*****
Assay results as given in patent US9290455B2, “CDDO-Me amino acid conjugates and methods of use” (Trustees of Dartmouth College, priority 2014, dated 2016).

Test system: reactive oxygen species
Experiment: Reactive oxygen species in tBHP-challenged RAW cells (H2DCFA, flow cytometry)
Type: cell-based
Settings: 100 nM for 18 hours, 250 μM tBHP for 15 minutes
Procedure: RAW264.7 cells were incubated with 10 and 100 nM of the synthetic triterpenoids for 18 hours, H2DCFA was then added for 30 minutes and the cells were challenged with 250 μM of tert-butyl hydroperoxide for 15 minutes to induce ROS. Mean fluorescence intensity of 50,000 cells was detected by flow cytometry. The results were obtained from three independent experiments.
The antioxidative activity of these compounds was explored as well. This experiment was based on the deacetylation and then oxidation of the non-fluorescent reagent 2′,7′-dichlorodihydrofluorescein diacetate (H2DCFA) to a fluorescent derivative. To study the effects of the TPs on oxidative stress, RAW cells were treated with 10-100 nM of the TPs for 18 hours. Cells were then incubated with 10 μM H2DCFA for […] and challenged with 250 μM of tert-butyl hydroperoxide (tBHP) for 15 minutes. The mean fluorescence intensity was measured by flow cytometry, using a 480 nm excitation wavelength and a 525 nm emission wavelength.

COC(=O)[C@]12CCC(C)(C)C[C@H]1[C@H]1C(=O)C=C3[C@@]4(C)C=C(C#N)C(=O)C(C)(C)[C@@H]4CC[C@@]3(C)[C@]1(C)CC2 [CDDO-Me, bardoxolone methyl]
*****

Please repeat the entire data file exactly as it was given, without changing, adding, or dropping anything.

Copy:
Assay results as given in patent US9290455B2, “CDDO-Me amino acid conjugates and methods of use” (Trustees of Dartmouth College, priority 2014, dated 2016).

Test system: reactive oxygen species
Experiment: Reactive oxygen species in tBHP-challenged RAW cells (H2DCFA, flow cytometry)
Type: cell-based
Settings: 100 nM for 18 hours, 250 μM tBHP for 15 minutes
Procedure: RAW264.7 cells were incubated with 10 and 100 nM of the synthetic triterpenoids for 18 hours, H2DCFA was then added for 30 minutes and the cells were challenged with 250 μM of tert-butyl hydroperoxide for 15 minutes to induce ROS. Mean fluorescence intensity of 50,000 cells was detected by flow cytometry. The results were obtained from three independent experiments.
The antioxidative activity of these compounds was explored as well. This experiment was based on the deacetylation and then oxidation of the non-fluorescent reagent 2′,7′-dichlorodihydrofluorescein diacetate (H2DCFA) to a fluorescent derivative. To study the effects of the TPs on oxidative stress, RAW cells were treated with 10-100 nM of the TPs for 18 hours. Cells were then incubated with 10 μM H2DCFA for […] and challenged with 250 μM of tert-butyl hydroperoxide (tBHP) for 15 minutes. The mean fluorescence intensity was measured by flow cytometry, using a 480 nm excitation wavelength and a 525 nm emission wavelength.

COC(=O)[C@]12CCC(C)(C)C[C@H]1[C@H]1C(=O)C=C3[C@@]4(C)C=C(C#N)C(=O)C(C)(C)[C@@H]4CC[C@@]3(C)[C@]1(C)CC2 [CDDO-Me, bardoxolone methyl]